Mr. Wrightsman believed that oil was one of the best possible investments, if selectively made. His trips to the Persian Gulf countries in the mid-1950's indicated to him, however, that there was a possibility of an oil glut, which caused him to conclude that he should make an effort to hedge his investments in oil with investments of other kinds. He sought advice from qualified employees. The certified public accountant in charge of his accounts recommended purchase of unimproved real estate and stock in corporations not in the oil industry. These recommendations were not followed.

By this time, Mr. Wrightsman had formed the belief that works of art were an excellent hedge against inflation and devaluation of currencies, that they represented portable international currency, since there were no restrictions on export from the United States, and that works of art were appropriate assets for investment of a substantial portion of his surplus cash being generated. These beliefs and investment intent were expressed to numerous friends and associates and the employees of his business office.

Mrs. Wrightsman's assets have been derived from income through Mr. Wrightsman under community property laws and from funds received from Charles in the form of gifts. Jayne Larkin Wrightsman fully shared Charles' beliefs and intent concerning investment in works of art. Their marriage has been one of constant association and travel together, with common interests and goals.

In their art collecting activities, plaintiffs have specialized in the acquisition of 18th century French works of art. Mrs. Wrightsman is not just a nominal party herein because of the filing of joint returns by the parties. She owns about three-fourths of plaintiffs' works of art, either by number or by value. Their activities in the acquisition and holding of such works of art have been conducted jointly.

Plaintiffs' mode of living from 1947 to the present time has been to reside from the latter part of November until late April at their home in Palm Beach, Florida, with occasional trips to New York City or elsewhere. Commencing about the first of May, they live for about 30 days in New York City, staying since 1956 in their Fifth Avenue apartment. From June 1 to the end of September or early October, they are in Europe, where they live exclusively in hotels. (Emphasis added above in italics and bold text.)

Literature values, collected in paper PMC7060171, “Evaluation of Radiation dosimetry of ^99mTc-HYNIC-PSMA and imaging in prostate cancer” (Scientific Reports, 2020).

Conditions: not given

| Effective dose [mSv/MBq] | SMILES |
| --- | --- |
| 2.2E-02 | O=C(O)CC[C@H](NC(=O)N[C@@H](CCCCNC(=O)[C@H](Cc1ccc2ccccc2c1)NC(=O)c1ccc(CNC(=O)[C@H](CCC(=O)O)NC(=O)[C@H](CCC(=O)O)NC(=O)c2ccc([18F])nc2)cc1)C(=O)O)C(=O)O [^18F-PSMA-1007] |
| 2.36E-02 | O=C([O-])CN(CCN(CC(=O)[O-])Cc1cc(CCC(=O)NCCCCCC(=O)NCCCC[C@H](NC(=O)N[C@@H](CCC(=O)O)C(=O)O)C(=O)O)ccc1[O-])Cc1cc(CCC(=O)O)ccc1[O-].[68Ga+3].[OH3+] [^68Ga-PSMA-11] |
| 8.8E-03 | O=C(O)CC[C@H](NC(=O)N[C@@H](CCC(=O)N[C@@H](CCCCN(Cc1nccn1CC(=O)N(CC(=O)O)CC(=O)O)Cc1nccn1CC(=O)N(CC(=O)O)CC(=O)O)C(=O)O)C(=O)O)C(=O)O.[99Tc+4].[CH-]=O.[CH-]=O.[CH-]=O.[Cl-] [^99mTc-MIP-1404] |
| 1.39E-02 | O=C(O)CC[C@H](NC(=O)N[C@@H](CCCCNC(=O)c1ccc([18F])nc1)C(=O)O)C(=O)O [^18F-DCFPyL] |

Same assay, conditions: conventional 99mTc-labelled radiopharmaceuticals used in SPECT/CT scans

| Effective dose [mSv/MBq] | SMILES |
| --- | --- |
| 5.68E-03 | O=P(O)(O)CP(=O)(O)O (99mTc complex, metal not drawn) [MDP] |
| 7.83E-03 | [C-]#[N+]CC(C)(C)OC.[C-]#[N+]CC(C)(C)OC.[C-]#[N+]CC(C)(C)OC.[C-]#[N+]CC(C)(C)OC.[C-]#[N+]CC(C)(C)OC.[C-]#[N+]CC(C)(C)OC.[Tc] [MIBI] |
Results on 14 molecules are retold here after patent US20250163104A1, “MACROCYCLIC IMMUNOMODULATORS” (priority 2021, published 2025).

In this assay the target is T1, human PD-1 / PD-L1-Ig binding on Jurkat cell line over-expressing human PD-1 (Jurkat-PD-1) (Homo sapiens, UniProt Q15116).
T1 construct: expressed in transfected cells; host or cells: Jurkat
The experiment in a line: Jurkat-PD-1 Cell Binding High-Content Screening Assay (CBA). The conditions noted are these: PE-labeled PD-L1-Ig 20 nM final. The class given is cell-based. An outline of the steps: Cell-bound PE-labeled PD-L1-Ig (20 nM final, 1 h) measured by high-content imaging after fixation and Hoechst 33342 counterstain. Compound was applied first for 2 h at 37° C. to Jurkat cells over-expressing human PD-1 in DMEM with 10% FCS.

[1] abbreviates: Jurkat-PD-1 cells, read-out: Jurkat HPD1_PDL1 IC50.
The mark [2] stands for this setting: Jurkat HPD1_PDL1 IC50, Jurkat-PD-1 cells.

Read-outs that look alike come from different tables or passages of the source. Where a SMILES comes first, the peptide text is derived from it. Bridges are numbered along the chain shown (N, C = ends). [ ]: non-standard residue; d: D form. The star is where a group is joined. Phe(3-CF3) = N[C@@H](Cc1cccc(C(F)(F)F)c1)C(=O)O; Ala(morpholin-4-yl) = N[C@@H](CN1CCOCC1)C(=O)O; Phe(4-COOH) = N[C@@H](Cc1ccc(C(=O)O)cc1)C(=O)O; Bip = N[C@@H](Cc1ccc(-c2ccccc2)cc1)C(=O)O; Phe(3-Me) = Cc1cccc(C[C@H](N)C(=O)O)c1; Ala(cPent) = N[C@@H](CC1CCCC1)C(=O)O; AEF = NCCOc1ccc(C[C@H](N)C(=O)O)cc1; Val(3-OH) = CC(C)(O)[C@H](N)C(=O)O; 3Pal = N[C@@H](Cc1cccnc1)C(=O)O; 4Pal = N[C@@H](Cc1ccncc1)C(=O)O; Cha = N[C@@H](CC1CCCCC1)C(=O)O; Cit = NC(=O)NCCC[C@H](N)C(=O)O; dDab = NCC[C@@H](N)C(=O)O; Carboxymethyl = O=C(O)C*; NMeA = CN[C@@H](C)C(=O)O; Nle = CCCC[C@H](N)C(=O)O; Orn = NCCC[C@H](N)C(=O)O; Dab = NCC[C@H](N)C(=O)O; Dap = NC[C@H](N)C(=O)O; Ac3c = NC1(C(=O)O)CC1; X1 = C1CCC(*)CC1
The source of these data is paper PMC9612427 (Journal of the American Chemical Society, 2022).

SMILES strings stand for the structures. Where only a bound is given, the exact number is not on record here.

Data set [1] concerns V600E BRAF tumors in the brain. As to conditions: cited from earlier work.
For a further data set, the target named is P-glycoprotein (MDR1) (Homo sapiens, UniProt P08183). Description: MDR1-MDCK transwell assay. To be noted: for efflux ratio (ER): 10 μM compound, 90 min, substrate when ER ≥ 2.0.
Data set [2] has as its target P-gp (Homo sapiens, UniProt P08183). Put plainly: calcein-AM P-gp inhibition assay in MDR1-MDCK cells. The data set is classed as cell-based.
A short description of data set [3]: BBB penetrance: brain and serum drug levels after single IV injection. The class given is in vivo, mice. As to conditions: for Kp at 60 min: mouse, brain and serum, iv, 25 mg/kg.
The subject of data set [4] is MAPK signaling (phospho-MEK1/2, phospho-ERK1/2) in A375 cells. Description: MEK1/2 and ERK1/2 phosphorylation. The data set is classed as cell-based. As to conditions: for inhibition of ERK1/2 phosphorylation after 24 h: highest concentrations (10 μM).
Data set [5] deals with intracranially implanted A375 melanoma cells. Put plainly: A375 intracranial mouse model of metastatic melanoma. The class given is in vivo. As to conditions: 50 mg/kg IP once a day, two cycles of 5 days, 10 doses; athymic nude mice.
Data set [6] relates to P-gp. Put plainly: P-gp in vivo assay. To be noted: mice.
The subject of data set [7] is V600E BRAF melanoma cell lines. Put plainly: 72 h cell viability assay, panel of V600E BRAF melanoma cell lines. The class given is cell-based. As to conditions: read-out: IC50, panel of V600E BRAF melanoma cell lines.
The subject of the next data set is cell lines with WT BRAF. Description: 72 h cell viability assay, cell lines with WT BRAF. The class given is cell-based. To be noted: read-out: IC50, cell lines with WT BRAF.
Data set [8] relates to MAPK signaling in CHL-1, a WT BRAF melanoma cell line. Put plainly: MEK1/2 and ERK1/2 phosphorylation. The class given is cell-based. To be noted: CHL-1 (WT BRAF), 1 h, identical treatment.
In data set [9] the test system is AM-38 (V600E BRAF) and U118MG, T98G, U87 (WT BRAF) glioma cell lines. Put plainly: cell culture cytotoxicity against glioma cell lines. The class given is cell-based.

I have been unable to find evidence so far that Charles B. Wrightsman lived in Fort Worth. He joined the military during WWI, while a student at Columbia University. His father, Charles John Wrightsman, did move to 935 Hillcrest in Fort Worth, Texas, in 1938, living adjacent to the River Crest Country Club golf course, and the elder Wrightsman and his wife remained in Fort Worth until their deaths in 1950 and 1959. 

The residence at 805 Hillcrest (at the other end of the block from C.J. Wrightsman) had been built in 1927 by attorney Edwin T. Phillips, father of David Atlee Phillips----but was sold shortly after his death in 1928. Mrs. Phillips then moved less than a mile away to the northern tip of the golf course on Rivercrest Drive in Fort Worth. The background of CIA Agent David Atlee Phillips, and his ancestry, has been set out in detail elsewhere in this blog.

This blog has written previously about Charles B. Wrightsman as well.